It could be worse. The Supreme Court Justices could wear ghastly zip-up gowns like their American counterparts – you just know they’re made of nylon – over their suits, though I have some time for Justice Ginsberg for adding a lace jabot to tidy up her garb a little. But ceremonial is something that Britain does so well. The Supreme Court could have looked so much better with Justices in gowns and traditional judicial clothing. A wig here and there wouldn’t go amiss.

I couldn’t agree more. Especially on the matter of the badge of the Supreme Court on the back on the gowns, which is simply naff. (See image below.)

But why do the justices of the Supreme Court have (what I think of as) chancellorial gowns anyhow? What is the origin of this style of black-and-gold gown? Did it start with the Lord Chancellor and spread to the Speaker or vice versa? Or have some species of judge always worn chancellorial gowns? The chancellors of universities have likewise adopted it, though its precise form varies from institution to institution, as one might expect in matters of academic dress.

Incidentally, I was speaking with Bob Geldof the other day about Senator W. B. Yeats, about whom Mr Geldof has done a documentary. As we were discussing Yeats’ contribution to the Irish Senate, Mr Geldof mentioned that Yeats had been in discussions with Hugh Kennedy, the Chief Justice of the Irish Free State, about introducing new designs for Irish judicial dress. The results, according to just about everyone, left much to be desired and so the British tradition carried on for the most part. As is so often the case, doing nothing is the least bad option.

December 8, 2016 11:20 am | Link | 5 Comments »

Calligraphic Correspondence

What a pleasure it must be to receive a letter from the designer Frank Ortmann (c.f. here), if the calligraphic correspondence received by printer Martin Z. Schröder is anything to go by. (See here & here.)

December 5, 2016 12:30 pm | Link | 4 Comments »

The Dutch in Rhodesia

…and why they stayed there.

Journalist Marnix de Bruyne has shed new light on the post-war wave of Dutch immigration to Rhodesia with his new book, We moeten gaan. Nederlandse boeren in Zimbabwe (‘We Must Go: Dutch Farmers in Zimbabwe’).

Why did so many people emigrate from the Netherlands in the fifties? Why did hundreds of them choose to settle in what was then called Rhodesia, today’s Zimbabwe? And why did so many of them stay after 1965, when the country was led by a white-minority regime, faced an international boycott and was engulfed in a bloody guerrilla war?

De Bruyne attempted to answer these questions through a recent seminar at Leiden University’s African Studies Centre. The university has rather handily made a recording of the seminar available online.

Daar’s ook ’n interview (in Nederlands) met Mnr de Bruyne in Mare, die koerant van die Universiteit Leiden.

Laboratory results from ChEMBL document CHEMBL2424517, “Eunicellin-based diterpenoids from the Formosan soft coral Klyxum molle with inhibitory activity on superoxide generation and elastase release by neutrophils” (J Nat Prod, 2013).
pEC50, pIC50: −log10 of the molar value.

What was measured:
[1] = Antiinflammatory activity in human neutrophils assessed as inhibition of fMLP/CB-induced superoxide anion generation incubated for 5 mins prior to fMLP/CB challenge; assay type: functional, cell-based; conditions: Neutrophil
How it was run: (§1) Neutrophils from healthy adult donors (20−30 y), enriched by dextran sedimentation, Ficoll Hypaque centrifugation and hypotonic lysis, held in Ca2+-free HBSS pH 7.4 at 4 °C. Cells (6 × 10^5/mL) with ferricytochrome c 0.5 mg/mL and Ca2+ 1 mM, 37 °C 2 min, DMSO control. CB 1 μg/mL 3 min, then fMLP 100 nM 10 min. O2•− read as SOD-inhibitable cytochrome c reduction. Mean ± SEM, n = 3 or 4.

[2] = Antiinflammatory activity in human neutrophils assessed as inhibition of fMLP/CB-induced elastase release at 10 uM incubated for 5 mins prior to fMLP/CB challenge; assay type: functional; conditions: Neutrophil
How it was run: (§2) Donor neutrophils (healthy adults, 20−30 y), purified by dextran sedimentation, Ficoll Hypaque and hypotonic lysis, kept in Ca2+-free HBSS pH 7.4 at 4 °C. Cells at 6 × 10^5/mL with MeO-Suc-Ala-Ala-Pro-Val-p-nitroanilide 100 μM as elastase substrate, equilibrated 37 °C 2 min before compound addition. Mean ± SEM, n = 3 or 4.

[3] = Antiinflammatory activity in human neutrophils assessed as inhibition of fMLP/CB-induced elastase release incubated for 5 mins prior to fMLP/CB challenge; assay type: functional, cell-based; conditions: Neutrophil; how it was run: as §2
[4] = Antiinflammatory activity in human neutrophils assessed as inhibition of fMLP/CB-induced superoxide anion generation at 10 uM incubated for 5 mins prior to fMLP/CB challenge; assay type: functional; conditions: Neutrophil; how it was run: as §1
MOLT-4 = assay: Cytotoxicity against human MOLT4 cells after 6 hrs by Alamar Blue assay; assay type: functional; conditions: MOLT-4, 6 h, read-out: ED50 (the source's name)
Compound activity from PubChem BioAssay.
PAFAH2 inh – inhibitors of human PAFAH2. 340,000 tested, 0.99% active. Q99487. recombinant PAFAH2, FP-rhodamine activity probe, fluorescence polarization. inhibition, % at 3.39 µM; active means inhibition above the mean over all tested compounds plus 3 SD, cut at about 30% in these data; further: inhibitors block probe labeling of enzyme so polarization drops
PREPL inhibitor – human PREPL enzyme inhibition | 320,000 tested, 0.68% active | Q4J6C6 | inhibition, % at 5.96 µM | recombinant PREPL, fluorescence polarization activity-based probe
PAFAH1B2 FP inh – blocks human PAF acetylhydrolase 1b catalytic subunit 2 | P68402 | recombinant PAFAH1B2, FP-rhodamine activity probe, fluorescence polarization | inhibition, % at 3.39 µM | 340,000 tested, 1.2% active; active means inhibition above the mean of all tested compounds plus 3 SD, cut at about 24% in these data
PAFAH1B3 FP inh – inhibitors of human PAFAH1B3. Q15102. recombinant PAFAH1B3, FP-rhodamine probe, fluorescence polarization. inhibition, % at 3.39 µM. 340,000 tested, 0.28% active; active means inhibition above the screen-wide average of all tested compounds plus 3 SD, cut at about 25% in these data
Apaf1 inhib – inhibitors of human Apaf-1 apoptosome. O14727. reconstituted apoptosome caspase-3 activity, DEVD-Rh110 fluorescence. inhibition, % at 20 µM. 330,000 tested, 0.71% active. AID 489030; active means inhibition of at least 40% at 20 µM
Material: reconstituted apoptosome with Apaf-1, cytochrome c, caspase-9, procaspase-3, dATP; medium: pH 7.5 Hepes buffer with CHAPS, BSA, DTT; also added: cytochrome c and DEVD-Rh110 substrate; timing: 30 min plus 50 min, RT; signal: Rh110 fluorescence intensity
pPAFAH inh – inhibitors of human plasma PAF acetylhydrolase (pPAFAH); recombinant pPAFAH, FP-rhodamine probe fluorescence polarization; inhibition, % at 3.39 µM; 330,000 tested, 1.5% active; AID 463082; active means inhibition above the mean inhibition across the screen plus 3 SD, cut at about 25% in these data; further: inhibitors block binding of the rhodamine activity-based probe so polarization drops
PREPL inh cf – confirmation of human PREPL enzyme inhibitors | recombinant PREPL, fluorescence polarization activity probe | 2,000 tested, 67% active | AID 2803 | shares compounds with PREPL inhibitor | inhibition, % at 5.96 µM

(Dave: hierdie post is vir jy!)

Previously: Smuts at Leiden
December 2, 2016 1:50 pm | Link | 3 Comments »

The Death of God the Father

The circumstances in which Picasso’s portrait of Stalin was commissioned are amusingly relayed in Antony Beevor and Artemis Cooper’s history, Paris After the Liberation: 1944-1949.

When Stalin’s death was announced on Friday, 7 March 1953, Aragon called in Pierre Daix and rattled off a shopping list of features to honour Stalin in a special issue of Les Lettres françaises. […] Since Picasso had always refused to do a portrait of Stalin from a photograph, Daix sent a telegram to him at Vallauris saying, ‘Do whatever you want,’ and signed it ‘Aragon’.

Picasso’s drawing of Stalin, which depicted him as a curiously open-eyed young man, arrived at the very moment Les Lettres françaises went to press. Daix took the picture to Aragon. He admired it and said that the party would appreciate the gesture. While it was being set into the front page, office boys and typists crowded round the picture. Everyone thought it ‘worthy of Stalin’.

Daix was overjoyed to be the one who had commissioned Picasso’s first portrait of the Soviet leader and rushed it down to the printers. But a few hours later, when the edition had been run off, the mood in the building had completely changed to one of fear. Journalists from L’Humanité, passing by, spotted the drawing and cried out that it was unthinkable that any Communist publication should consider such a representation of ‘le Grand Staline’.

Pierre Daix promptly rang Aragon at his apartment; Elsa Triolet answered. She told him angrily that he was mad to have even thought of asking Picasso for such a drawing.

‘But really, Elsa,’ Daix broke in, ‘Stalin isn’t God the Father!’

‘Yes, he is, Pierre. Nobody’s going to reflect much about what this drawing of Picasso signifies. He hasn’t even deformed Stalin’s face. He’s even respected it. But he has dared to touch it. He has actually dared, Pierre, don’t you understand?’ […]

Paris After the Liberation: 1944–1949,
Antony Beevor & Artemis Cooper (1994, London)

December 2, 2016 12:05 pm | Link | 2 Comments »